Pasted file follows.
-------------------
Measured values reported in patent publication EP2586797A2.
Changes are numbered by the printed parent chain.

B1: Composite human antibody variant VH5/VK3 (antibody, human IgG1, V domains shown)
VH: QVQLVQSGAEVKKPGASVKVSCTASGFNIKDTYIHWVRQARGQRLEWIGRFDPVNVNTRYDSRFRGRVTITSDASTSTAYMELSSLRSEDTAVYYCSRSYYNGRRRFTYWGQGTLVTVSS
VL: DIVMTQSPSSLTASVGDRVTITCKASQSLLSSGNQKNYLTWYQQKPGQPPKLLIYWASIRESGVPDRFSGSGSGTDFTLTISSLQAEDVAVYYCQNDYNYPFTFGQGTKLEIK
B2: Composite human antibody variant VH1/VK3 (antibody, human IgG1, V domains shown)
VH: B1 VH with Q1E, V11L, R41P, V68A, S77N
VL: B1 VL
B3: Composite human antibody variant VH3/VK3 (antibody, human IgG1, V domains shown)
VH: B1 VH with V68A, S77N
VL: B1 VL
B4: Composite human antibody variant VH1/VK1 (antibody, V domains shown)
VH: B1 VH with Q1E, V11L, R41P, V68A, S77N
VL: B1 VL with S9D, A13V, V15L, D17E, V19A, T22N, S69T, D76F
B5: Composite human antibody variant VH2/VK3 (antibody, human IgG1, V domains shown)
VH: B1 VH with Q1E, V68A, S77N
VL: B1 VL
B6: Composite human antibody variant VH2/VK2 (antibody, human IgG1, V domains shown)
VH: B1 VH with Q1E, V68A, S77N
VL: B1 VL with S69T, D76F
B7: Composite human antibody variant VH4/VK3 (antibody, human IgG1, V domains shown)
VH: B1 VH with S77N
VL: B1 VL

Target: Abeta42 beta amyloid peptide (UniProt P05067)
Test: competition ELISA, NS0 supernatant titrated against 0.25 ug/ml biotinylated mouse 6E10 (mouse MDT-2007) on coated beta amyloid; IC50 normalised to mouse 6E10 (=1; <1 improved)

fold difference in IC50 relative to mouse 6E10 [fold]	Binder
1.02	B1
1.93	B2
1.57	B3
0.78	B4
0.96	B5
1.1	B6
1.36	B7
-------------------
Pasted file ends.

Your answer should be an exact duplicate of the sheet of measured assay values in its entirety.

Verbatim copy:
Measured values reported in patent publication EP2586797A2.
Changes are numbered by the printed parent chain.

B1: Composite human antibody variant VH5/VK3 (antibody, human IgG1, V domains shown)
VH: QVQLVQSGAEVKKPGASVKVSCTASGFNIKDTYIHWVRQARGQRLEWIGRFDPVNVNTRYDSRFRGRVTITSDASTSTAYMELSSLRSEDTAVYYCSRSYYNGRRRFTYWGQGTLVTVSS
VL: DIVMTQSPSSLTASVGDRVTITCKASQSLLSSGNQKNYLTWYQQKPGQPPKLLIYWASIRESGVPDRFSGSGSGTDFTLTISSLQAEDVAVYYCQNDYNYPFTFGQGTKLEIK
B2: Composite human antibody variant VH1/VK3 (antibody, human IgG1, V domains shown)
VH: B1 VH with Q1E, V11L, R41P, V68A, S77N
VL: B1 VL
B3: Composite human antibody variant VH3/VK3 (antibody, human IgG1, V domains shown)
VH: B1 VH with V68A, S77N
VL: B1 VL
B4: Composite human antibody variant VH1/VK1 (antibody, V domains shown)
VH: B1 VH with Q1E, V11L, R41P, V68A, S77N
VL: B1 VL with S9D, A13V, V15L, D17E, V19A, T22N, S69T, D76F
B5: Composite human antibody variant VH2/VK3 (antibody, human IgG1, V domains shown)
VH: B1 VH with Q1E, V68A, S77N
VL: B1 VL
B6: Composite human antibody variant VH2/VK2 (antibody, human IgG1, V domains shown)
VH: B1 VH with Q1E, V68A, S77N
VL: B1 VL with S69T, D76F
B7: Composite human antibody variant VH4/VK3 (antibody, human IgG1, V domains shown)
VH: B1 VH with S77N
VL: B1 VL

Target: Abeta42 beta amyloid peptide (UniProt P05067)
Test: competition ELISA, NS0 supernatant titrated against 0.25 ug/ml biotinylated mouse 6E10 (mouse MDT-2007) on coated beta amyloid; IC50 normalised to mouse 6E10 (=1; <1 improved)

fold difference in IC50 relative to mouse 6E10 [fold]	Binder
1.02	B1
1.93	B2
1.57	B3
0.78	B4
0.96	B5
1.1	B6
1.36	B7